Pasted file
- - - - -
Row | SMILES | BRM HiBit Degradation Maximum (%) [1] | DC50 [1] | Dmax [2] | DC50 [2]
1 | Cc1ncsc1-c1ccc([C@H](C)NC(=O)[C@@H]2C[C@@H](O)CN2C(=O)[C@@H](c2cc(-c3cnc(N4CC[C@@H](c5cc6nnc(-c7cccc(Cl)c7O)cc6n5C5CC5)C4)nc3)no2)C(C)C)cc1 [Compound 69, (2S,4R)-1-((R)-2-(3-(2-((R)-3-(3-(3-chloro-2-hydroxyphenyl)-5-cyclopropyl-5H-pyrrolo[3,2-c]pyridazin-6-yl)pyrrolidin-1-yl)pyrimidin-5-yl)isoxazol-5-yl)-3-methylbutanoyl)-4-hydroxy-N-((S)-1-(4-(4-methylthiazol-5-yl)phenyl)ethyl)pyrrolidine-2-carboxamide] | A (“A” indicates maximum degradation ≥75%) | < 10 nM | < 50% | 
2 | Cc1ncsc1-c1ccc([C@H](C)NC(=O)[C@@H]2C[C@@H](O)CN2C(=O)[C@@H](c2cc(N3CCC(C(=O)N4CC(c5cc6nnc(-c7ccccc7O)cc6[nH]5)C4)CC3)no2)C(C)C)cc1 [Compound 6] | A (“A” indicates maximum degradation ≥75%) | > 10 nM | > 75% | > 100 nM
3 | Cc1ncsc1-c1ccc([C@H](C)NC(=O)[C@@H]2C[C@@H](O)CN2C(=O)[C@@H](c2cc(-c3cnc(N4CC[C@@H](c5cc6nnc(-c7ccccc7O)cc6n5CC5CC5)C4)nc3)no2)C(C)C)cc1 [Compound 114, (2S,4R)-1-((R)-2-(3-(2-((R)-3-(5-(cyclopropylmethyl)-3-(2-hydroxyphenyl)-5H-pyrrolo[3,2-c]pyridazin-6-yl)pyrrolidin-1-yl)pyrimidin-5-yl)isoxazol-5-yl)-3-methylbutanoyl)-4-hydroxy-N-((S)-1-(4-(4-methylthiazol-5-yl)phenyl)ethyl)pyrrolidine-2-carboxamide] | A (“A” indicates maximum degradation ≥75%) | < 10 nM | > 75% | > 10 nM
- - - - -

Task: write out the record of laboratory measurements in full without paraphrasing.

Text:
Row | SMILES | BRM HiBit Degradation Maximum (%) [1] | DC50 [1] | Dmax [2] | DC50 [2]
1 | Cc1ncsc1-c1ccc([C@H](C)NC(=O)[C@@H]2C[C@@H](O)CN2C(=O)[C@@H](c2cc(-c3cnc(N4CC[C@@H](c5cc6nnc(-c7cccc(Cl)c7O)cc6n5C5CC5)C4)nc3)no2)C(C)C)cc1 [Compound 69, (2S,4R)-1-((R)-2-(3-(2-((R)-3-(3-(3-chloro-2-hydroxyphenyl)-5-cyclopropyl-5H-pyrrolo[3,2-c]pyridazin-6-yl)pyrrolidin-1-yl)pyrimidin-5-yl)isoxazol-5-yl)-3-methylbutanoyl)-4-hydroxy-N-((S)-1-(4-(4-methylthiazol-5-yl)phenyl)ethyl)pyrrolidine-2-carboxamide] | A (“A” indicates maximum degradation ≥75%) | < 10 nM | < 50% | 
2 | Cc1ncsc1-c1ccc([C@H](C)NC(=O)[C@@H]2C[C@@H](O)CN2C(=O)[C@@H](c2cc(N3CCC(C(=O)N4CC(c5cc6nnc(-c7ccccc7O)cc6[nH]5)C4)CC3)no2)C(C)C)cc1 [Compound 6] | A (“A” indicates maximum degradation ≥75%) | > 10 nM | > 75% | > 100 nM
3 | Cc1ncsc1-c1ccc([C@H](C)NC(=O)[C@@H]2C[C@@H](O)CN2C(=O)[C@@H](c2cc(-c3cnc(N4CC[C@@H](c5cc6nnc(-c7ccccc7O)cc6n5CC5CC5)C4)nc3)no2)C(C)C)cc1 [Compound 114, (2S,4R)-1-((R)-2-(3-(2-((R)-3-(5-(cyclopropylmethyl)-3-(2-hydroxyphenyl)-5H-pyrrolo[3,2-c]pyridazin-6-yl)pyrrolidin-1-yl)pyrimidin-5-yl)isoxazol-5-yl)-3-methylbutanoyl)-4-hydroxy-N-((S)-1-(4-(4-methylthiazol-5-yl)phenyl)ethyl)pyrrolidine-2-carboxamide] | A (“A” indicates maximum degradation ≥75%) | < 10 nM | > 75% | > 10 nM